SVG (Scalable Vector Graphic) is a graphics file format based on XML text. It means that the format relies on text to describe lines, curves, colors, and other physical attributes of an image.
Although it has been around since the late ’90s, the rise in popularity of SVG images is quite recent, especially in the web development field. Why so? Mainly because it doesn’t get blurry when zoomed in, as opposed to raster images (JEPG, PNG, GIF) which get blurry easily due to their pixel-based format.
That particular feature of SVG files fit the current trend in web development which demands scalability and responsiveness. The most common examples of SVG are for logos/icons, interactive graphics, and animations.
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How to Open, Edit and Convert SVG Files
Considering that an SVG file is basically a text file, you can open the file with any text editor, including Notepad. This is how it basically looks:
Since the text doesn’t say much, let’s get deeper into this.
Opening SVG Files
Text editors allow you to see the structure of SVG files, not the appearance of the image. For the latter, the options are quite plentiful.
You can use your web browsers to open SVG files, considering most modern browsers support the SVG format. If you already have the files on your computer, right click on one of them and select open with > your preferred browser.
Stumbling upon SVG files on the web? You can view it on your browser directly, without having to download it beforehand.
Apart from browsers, SVG files can also be opened using various graphic design software. GIMP or Adobe Illustrator, in particular, can both create/edit and open SVG files. Other software in Adobe family products like Photoshop, InDesign, and Animate can also do the job, as long as the SVG Kit for Adobe CS plug-in is installed.
Editing SVG Files
Although you can make changes to your SVG files by editing the text on text editors, we don’t recommend doing it that way. There’s nothing much you can do.
The best method is by using vector graphic design software, with Adobe Illustrator and Inkscape being the best options.
While Adobe Illustrator is powerful, it is not free and takes a lot of CPU usage. You can use Inkscape instead, as it is an open source software and way lighter than Illustrator.
We wouldn’t say that both programs are hard to learn, but it takes time to get used to. Feel free to explore and watch video tutorials if necessary. Once you understand the basic handles, you can just open the SVG files and start applying changes.
Are we able to use and edit SVG files in office software? Well, starting from Office 2016, editing SVG files in Microsoft PowerPoint is now possible and easy! Here’s everything you need to do after opening the PowerPoint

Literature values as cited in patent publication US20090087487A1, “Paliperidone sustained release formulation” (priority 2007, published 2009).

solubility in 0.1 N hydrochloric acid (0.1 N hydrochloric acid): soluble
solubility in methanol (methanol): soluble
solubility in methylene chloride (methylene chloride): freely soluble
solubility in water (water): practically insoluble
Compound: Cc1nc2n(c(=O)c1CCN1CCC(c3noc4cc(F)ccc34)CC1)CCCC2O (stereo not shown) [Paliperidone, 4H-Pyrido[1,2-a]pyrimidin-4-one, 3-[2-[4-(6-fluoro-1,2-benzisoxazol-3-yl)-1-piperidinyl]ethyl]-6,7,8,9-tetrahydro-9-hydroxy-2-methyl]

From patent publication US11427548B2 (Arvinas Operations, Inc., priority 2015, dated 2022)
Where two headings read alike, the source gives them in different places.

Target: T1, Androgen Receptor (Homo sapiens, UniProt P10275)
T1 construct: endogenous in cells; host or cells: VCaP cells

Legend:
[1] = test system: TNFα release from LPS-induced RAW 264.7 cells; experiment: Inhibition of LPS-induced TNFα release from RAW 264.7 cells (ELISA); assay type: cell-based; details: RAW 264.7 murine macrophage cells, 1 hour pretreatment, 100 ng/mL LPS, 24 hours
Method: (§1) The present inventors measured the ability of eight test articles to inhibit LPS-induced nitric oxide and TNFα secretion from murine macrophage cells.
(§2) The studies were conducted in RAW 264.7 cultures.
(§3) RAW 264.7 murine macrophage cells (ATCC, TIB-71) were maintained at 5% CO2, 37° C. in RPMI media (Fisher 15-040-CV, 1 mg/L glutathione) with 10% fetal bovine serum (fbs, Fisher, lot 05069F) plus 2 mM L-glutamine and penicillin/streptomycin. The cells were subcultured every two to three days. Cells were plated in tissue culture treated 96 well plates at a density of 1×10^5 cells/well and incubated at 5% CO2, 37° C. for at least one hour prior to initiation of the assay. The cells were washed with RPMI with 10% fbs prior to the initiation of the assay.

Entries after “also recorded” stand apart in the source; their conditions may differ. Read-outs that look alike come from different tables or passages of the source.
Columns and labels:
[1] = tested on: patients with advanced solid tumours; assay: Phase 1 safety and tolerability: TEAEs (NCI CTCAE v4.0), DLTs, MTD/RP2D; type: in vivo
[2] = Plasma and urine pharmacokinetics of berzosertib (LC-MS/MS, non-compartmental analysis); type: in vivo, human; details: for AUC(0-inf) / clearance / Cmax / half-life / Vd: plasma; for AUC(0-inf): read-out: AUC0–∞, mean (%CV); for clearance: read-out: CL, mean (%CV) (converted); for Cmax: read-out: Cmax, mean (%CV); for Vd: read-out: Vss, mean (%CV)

- Select the image by heading to Insert > Pictures.
- Once loaded, click on Format (or right click on the image) and select Convert to Shape.
- Right click on the converted image and select Ungroup.
- The image will then be broken into multiple shapes, each of which is editable.
- Play around and edit it as you wish.
Converting SVG Files
Converting means you’re changing the format of a file to another format – from SVG to PNG, for instance. While it sounds simple, the methods could vary depending on the desired output.
Converting SVG to PDF won’t be the same with converting SVG to PNG and so on. Not to mention, the methods could also be different in every graphic design software. In Inkscape, for example, you need to modify the command line just to change the file extension.
In short, it is complicated if done manually and separately. Well, it shouldn’t be. The best way to do this is by using online converters. Type “convert SVG to ….” on Google and you’ll instantly see many options to choose from. Some of them are free, some others are premium.
For the free version, our recommendation is convertio.co. The interface is neat and the ads are tolerable. It can convert SVG to other image formats like JPG, PNG, and PSD. All you need to do is upload the image from your computer and select the conversion output.
For the premium one, cloudconvert.com is highly reliable. Apart from SVG, it supports 218 other formats. The output will then be stored in their cloud system – increasing your security and privacy. Not to mention, the plan is relatively low at $8.00 for 500 conversions or $8.00/month for 1000 conversions. Per usual, you just need to upload your file and select the desired format.
SVG files rely on XML text to describe how the image should appear. As a result, you can optimize the image without losing its quality. It will stay sharp and crisp.
No wonder, web developers love the format a lot and software companies are trying to catch up by making sure that their apps support SVG files.
Given the urgency, it’s important for you to know about SVG files and how to handle it, including opening, editing, and converting.
Now that we’ve covered the topic for you, try to open and covert one. You’ll understand the concept even better!